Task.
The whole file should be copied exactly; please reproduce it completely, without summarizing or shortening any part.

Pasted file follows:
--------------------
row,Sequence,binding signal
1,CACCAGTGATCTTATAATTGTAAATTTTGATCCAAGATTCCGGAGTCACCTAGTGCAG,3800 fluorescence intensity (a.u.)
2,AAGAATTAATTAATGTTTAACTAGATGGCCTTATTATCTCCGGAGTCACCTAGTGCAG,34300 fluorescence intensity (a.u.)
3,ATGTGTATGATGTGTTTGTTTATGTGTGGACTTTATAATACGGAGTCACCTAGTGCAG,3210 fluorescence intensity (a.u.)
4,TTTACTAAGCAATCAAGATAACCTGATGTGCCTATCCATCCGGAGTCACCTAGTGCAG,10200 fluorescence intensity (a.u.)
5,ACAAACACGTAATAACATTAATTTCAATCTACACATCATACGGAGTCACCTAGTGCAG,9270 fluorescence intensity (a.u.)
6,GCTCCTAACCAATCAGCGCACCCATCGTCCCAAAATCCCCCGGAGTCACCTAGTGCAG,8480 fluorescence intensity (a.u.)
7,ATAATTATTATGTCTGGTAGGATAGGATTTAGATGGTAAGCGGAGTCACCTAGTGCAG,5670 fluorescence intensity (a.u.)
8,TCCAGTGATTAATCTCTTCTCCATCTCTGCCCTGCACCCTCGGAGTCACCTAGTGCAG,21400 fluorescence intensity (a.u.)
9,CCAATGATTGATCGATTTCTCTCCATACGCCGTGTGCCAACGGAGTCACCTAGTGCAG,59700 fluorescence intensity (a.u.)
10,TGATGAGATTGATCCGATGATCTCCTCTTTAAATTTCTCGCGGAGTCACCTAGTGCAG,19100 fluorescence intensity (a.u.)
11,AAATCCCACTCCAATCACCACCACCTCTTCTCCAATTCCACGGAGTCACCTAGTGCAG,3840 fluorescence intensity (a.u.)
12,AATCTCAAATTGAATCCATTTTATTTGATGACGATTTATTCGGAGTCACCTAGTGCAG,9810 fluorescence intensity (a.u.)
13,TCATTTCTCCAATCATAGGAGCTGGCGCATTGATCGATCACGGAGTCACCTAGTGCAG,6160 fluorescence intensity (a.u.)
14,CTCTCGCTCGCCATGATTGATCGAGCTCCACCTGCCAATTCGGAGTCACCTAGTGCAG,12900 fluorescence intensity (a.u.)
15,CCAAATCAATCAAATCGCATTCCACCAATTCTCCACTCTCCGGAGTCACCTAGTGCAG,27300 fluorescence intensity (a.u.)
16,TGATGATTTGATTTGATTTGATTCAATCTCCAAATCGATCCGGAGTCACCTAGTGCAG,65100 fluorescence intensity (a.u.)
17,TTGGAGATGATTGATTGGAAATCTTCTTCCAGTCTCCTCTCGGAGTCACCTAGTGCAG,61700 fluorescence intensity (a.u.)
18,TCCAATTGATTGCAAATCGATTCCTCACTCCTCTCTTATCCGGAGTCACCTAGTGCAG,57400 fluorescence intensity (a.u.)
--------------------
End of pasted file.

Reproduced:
row,Sequence,binding signal
1,CACCAGTGATCTTATAATTGTAAATTTTGATCCAAGATTCCGGAGTCACCTAGTGCAG,3800 fluorescence intensity (a.u.)
2,AAGAATTAATTAATGTTTAACTAGATGGCCTTATTATCTCCGGAGTCACCTAGTGCAG,34300 fluorescence intensity (a.u.)
3,ATGTGTATGATGTGTTTGTTTATGTGTGGACTTTATAATACGGAGTCACCTAGTGCAG,3210 fluorescence intensity (a.u.)
4,TTTACTAAGCAATCAAGATAACCTGATGTGCCTATCCATCCGGAGTCACCTAGTGCAG,10200 fluorescence intensity (a.u.)
5,ACAAACACGTAATAACATTAATTTCAATCTACACATCATACGGAGTCACCTAGTGCAG,9270 fluorescence intensity (a.u.)
6,GCTCCTAACCAATCAGCGCACCCATCGTCCCAAAATCCCCCGGAGTCACCTAGTGCAG,8480 fluorescence intensity (a.u.)
7,ATAATTATTATGTCTGGTAGGATAGGATTTAGATGGTAAGCGGAGTCACCTAGTGCAG,5670 fluorescence intensity (a.u.)
8,TCCAGTGATTAATCTCTTCTCCATCTCTGCCCTGCACCCTCGGAGTCACCTAGTGCAG,21400 fluorescence intensity (a.u.)
9,CCAATGATTGATCGATTTCTCTCCATACGCCGTGTGCCAACGGAGTCACCTAGTGCAG,59700 fluorescence intensity (a.u.)
10,TGATGAGATTGATCCGATGATCTCCTCTTTAAATTTCTCGCGGAGTCACCTAGTGCAG,19100 fluorescence intensity (a.u.)
11,AAATCCCACTCCAATCACCACCACCTCTTCTCCAATTCCACGGAGTCACCTAGTGCAG,3840 fluorescence intensity (a.u.)
12,AATCTCAAATTGAATCCATTTTATTTGATGACGATTTATTCGGAGTCACCTAGTGCAG,9810 fluorescence intensity (a.u.)
13,TCATTTCTCCAATCATAGGAGCTGGCGCATTGATCGATCACGGAGTCACCTAGTGCAG,6160 fluorescence intensity (a.u.)
14,CTCTCGCTCGCCATGATTGATCGAGCTCCACCTGCCAATTCGGAGTCACCTAGTGCAG,12900 fluorescence intensity (a.u.)
15,CCAAATCAATCAAATCGCATTCCACCAATTCTCCACTCTCCGGAGTCACCTAGTGCAG,27300 fluorescence intensity (a.u.)
16,TGATGATTTGATTTGATTTGATTCAATCTCCAAATCGATCCGGAGTCACCTAGTGCAG,65100 fluorescence intensity (a.u.)
17,TTGGAGATGATTGATTGGAAATCTTCTTCCAGTCTCCTCTCGGAGTCACCTAGTGCAG,61700 fluorescence intensity (a.u.)
18,TCCAATTGATTGCAAATCGATTCCTCACTCCTCTCTTATCCGGAGTCACCTAGTGCAG,57400 fluorescence intensity (a.u.)